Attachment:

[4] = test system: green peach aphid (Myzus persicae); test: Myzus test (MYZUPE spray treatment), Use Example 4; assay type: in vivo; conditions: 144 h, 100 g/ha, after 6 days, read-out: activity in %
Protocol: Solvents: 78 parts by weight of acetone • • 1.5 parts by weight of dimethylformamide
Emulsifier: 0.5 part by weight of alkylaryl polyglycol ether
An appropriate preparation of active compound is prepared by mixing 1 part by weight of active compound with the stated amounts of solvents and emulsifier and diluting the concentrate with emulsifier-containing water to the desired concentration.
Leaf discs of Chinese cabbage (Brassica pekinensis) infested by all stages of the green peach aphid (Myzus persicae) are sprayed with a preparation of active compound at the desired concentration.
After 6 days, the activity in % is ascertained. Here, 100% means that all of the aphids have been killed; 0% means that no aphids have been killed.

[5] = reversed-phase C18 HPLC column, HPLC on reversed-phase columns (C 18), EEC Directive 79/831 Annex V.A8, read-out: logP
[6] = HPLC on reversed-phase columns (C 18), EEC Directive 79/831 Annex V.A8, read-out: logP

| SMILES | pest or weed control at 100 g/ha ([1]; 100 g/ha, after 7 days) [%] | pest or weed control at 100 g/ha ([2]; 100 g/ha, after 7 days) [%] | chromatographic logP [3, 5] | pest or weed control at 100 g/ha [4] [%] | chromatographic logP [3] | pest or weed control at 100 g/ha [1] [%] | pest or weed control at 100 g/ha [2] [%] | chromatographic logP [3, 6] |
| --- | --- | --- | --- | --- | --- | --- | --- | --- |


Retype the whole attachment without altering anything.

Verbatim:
[4] = test system: green peach aphid (Myzus persicae); test: Myzus test (MYZUPE spray treatment), Use Example 4; assay type: in vivo; conditions: 144 h, 100 g/ha, after 6 days, read-out: activity in %
Protocol: Solvents: 78 parts by weight of acetone • • 1.5 parts by weight of dimethylformamide
Emulsifier: 0.5 part by weight of alkylaryl polyglycol ether
An appropriate preparation of active compound is prepared by mixing 1 part by weight of active compound with the stated amounts of solvents and emulsifier and diluting the concentrate with emulsifier-containing water to the desired concentration.
Leaf discs of Chinese cabbage (Brassica pekinensis) infested by all stages of the green peach aphid (Myzus persicae) are sprayed with a preparation of active compound at the desired concentration.
After 6 days, the activity in % is ascertained. Here, 100% means that all of the aphids have been killed; 0% means that no aphids have been killed.

[5] = reversed-phase C18 HPLC column, HPLC on reversed-phase columns (C 18), EEC Directive 79/831 Annex V.A8, read-out: logP
[6] = HPLC on reversed-phase columns (C 18), EEC Directive 79/831 Annex V.A8, read-out: logP

| SMILES | pest or weed control at 100 g/ha ([1]; 100 g/ha, after 7 days) [%] | pest or weed control at 100 g/ha ([2]; 100 g/ha, after 7 days) [%] | chromatographic logP [3, 5] | pest or weed control at 100 g/ha [4] [%] | chromatographic logP [3] | pest or weed control at 100 g/ha [1] [%] | pest or weed control at 100 g/ha [2] [%] | chromatographic logP [3, 6] |
| --- | --- | --- | --- | --- | --- | --- | --- | --- |